Perhaps the most interesting prototype to emerge from this development process was the “striped” knee version. It used a mix of the same stretch material found at the back of the pants plus CORDURA fabric.
We experimented with CORDURA, stretch, and ripstop combinations, all dictated by the Solid Pads that shaped the knee section.
In the end, the deciding factors were penetration resistance, durability, and comfort. CORDURA was the easiest overall option for the knee section thanks to its durability and availability in camouflage colours. The alternative—schoeller®-keprotec—was great in terms of performance, but lacked IR protection and camouflage options.
The knee pads themselves were subject to redesign a bit later. The first line of improvement was the material used in the pads.
The first material version used was a d3o version, which was later dropped because of durability and weight concerns.
After the initial version, we switched to SAS-TEC material (still in use today in our pads for elbows as well as knees). We liked that SAS-TEC was available in two versions. One was a super-soft foam that was optimal for additional cushioning. The other, which became our go-to choice, was meant for impact protection owing to its excellent energy absorption properties (the pads stiffen upon impact).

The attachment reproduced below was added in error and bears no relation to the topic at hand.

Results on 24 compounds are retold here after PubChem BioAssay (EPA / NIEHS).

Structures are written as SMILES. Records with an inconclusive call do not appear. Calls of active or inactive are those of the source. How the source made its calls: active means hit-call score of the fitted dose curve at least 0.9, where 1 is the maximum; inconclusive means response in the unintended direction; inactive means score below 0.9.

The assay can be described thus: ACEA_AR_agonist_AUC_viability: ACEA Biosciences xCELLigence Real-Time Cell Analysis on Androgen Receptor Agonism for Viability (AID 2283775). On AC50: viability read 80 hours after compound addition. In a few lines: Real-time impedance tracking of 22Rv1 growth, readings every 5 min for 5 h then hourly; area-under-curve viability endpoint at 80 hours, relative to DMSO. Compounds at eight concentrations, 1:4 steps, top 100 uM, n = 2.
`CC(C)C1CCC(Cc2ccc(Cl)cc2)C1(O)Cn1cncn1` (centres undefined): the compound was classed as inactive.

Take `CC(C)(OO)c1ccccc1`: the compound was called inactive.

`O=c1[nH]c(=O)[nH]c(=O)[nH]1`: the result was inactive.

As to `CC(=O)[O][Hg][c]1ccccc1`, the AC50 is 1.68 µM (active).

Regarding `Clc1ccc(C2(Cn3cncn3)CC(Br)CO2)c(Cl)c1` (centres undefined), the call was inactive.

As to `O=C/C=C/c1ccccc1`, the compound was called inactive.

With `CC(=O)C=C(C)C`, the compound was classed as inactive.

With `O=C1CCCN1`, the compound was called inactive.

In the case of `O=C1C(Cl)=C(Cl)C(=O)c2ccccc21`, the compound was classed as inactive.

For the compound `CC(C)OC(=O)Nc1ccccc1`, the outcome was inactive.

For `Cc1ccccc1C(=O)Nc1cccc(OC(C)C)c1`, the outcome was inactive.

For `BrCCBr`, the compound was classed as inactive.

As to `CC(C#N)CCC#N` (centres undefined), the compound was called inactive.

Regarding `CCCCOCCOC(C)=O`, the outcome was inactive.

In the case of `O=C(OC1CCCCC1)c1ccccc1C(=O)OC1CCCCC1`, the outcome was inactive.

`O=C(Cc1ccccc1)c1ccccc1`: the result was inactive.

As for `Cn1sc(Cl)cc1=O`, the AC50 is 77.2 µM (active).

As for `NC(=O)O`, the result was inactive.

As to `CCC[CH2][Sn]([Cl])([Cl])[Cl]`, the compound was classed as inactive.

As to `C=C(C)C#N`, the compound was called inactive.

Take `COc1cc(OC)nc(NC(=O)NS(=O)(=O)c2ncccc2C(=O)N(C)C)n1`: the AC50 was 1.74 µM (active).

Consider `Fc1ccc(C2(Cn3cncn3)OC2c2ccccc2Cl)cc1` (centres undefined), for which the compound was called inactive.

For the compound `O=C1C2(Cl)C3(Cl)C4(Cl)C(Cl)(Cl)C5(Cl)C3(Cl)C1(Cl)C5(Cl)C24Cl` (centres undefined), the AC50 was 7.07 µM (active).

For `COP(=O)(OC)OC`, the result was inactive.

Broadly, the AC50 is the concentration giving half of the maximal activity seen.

These two materials became what is known today as the IMPACT and CUSHION versions of our 3D Tactical Knee Pads.
The next big step involved altering the actual shape of the knee pads. We found that creating a three-dimensional shape (as opposed to the conventional flat design) allowed us to shave off some weight and improve the pads’ ergonomic fit by mimicking the vertical and horizontal flex of the human knee itself.
The new shape also allowed us to reduce the thickness on the edges of the pads (about 5mm) and shift it to the middle (6 to 7mm) where contact with hard surfaces or protruding objects is most likely to occur.
As a bonus, the curvature of the new shape also provided better vertical movability.
The new design of the 3D Tactical Knee Pads also included a separate Solid Pad pocket. This design allowed operators wearing pants from our P-40 Tactical Pants lineup to benefit from using penetration protection.
Striker XT Gen.2 Combat Pants (2016)